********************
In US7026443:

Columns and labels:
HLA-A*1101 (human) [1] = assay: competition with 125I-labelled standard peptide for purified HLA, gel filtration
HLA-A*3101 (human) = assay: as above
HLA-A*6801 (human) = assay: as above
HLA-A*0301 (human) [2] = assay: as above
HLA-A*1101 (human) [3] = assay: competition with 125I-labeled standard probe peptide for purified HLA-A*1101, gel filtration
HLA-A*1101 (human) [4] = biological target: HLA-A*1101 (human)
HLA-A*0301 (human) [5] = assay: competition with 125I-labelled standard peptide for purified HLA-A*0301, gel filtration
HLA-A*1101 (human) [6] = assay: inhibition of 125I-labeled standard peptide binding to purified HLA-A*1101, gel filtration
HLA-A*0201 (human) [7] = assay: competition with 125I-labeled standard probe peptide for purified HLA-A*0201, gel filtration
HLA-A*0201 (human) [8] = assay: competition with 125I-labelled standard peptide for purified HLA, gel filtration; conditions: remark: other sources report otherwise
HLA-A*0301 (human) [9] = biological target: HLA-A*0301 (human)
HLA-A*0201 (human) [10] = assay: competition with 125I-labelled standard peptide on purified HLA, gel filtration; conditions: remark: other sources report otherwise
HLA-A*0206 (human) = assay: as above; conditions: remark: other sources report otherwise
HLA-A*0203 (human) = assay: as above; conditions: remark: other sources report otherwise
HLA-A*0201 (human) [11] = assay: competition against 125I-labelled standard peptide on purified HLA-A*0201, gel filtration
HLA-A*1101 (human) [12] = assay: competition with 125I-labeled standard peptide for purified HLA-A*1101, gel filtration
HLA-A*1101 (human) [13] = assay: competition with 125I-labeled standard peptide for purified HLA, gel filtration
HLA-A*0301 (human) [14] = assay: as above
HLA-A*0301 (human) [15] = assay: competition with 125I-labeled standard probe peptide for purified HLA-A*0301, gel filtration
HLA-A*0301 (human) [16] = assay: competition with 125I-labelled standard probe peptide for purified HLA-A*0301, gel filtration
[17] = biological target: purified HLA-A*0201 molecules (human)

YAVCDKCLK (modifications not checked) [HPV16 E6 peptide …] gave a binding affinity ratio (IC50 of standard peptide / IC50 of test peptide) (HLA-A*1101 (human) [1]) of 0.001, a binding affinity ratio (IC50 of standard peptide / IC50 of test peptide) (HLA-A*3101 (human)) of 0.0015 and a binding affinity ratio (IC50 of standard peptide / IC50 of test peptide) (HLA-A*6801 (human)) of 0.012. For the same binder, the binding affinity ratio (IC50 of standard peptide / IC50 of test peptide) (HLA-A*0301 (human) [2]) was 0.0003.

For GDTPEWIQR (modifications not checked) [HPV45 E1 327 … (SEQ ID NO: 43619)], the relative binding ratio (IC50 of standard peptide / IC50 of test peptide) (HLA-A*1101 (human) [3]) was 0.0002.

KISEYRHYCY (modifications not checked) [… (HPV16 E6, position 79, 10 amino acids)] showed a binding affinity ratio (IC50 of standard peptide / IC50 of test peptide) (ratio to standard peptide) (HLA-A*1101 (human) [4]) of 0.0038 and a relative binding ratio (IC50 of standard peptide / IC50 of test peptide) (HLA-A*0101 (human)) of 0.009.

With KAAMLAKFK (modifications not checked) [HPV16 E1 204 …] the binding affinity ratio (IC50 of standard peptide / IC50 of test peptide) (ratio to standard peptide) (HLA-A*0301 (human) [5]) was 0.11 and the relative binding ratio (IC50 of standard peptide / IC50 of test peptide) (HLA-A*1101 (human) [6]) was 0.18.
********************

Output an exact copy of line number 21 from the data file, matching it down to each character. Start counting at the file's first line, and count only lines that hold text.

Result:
HLA-A*0301 (human) [15] = assay: competition with 125I-labeled standard probe peptide for purified HLA-A*0301, gel filtration